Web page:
A China Post employee supervises the loading of medical supplies at Nanjing Lukou International Airport on April 28. (Photo: China Daily)
BEIJING - Pricing pressure in China's express-delivery sector intensified in the first quarter of 2020 as slower economic activity caused by the novel coronavirus outbreak weighed on demand and express-delivery companies cut prices to win orders, according to a recent report by Fitch Ratings.
Major players will become more aggressive in pursuing economies of scale and technological advances to drive down costs, making the sector more capital-intensive, the rating agency noted.
It expects rising investment needs to push up express-delivery companies' leverage.
"Rising capital expenditure will hamper major companies' cash flow, while mergers and acquisitions for business expansion and diversification will also reduce cash balances," said the report.
Major players have been raising funds since the latter half of 2019, largely through bond issues. Fitch expects them to raise more funds in 2020.
The pandemic will have a long-lasting impact on Chinese consumer behavior, by accelerating the shift toward e-tailing that sends goods by express delivery and new retail that relies on on-demand delivery, Fitch said.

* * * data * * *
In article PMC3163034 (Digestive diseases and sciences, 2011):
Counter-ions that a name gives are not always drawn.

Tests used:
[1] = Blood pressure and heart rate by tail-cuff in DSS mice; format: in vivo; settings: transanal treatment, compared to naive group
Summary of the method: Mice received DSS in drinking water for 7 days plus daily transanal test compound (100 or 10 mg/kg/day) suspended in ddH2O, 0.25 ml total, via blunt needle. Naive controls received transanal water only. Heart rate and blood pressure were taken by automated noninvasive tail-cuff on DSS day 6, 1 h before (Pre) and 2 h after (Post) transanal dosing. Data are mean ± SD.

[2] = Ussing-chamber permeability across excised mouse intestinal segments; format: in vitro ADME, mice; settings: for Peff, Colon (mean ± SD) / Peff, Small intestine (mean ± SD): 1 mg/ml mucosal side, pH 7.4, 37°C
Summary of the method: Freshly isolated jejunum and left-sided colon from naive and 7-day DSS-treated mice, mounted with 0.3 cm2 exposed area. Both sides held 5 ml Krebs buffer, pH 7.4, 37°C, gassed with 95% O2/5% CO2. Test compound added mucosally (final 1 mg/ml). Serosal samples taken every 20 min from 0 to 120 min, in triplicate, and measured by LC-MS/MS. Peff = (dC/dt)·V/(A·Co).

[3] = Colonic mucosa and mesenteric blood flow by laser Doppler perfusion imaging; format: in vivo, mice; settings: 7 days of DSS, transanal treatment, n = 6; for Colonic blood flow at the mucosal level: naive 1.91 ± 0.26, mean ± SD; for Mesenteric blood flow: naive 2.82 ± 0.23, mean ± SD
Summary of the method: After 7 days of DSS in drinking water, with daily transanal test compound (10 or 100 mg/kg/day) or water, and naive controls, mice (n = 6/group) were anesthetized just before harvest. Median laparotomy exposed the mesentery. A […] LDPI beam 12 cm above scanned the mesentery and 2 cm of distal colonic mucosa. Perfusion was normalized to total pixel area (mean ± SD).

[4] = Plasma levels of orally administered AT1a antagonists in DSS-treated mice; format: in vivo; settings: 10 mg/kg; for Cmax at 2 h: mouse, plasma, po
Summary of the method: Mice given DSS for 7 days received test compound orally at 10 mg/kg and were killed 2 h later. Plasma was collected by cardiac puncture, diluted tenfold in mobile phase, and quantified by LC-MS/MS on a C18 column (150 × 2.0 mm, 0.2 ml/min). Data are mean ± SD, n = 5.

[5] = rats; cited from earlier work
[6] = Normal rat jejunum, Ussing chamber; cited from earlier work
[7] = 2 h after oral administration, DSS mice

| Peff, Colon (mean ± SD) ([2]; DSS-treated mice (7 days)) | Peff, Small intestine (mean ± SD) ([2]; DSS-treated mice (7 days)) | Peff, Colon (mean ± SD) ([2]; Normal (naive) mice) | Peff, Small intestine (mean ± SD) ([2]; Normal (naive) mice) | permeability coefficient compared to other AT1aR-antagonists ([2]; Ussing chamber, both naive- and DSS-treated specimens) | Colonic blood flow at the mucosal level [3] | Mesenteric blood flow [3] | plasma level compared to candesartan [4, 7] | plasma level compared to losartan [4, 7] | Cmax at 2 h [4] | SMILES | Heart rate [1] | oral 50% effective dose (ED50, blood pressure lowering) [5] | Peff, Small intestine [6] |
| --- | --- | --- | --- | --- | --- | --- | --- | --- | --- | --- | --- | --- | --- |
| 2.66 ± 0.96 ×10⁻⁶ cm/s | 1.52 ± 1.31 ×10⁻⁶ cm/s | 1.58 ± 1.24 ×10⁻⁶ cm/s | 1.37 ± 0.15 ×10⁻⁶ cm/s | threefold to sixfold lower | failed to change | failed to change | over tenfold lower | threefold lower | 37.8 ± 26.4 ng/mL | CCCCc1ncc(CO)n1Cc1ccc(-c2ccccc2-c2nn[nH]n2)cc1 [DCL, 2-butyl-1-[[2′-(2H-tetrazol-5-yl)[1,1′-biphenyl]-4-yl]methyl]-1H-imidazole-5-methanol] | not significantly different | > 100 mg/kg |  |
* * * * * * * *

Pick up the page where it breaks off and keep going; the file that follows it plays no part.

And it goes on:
Express delivery volumes dropped by 10.1 percent year-on-year in the first two months of 2020 amid quarantine measures to contain the virus, but rebounded strongly in March and April, rising by 23 percent and 32 percent, respectively, according to the report citing industry data.
Strong monthly growth is likely to be sustained through the year as COVID-19 fears linger and consumers become more accustomed to the convenience of online shopping, it predicted.
"Sector revenue growth, however, is likely to be slightly lower because of the intense competition, even after the pandemic was brought under control in China in the second quarter," said the report.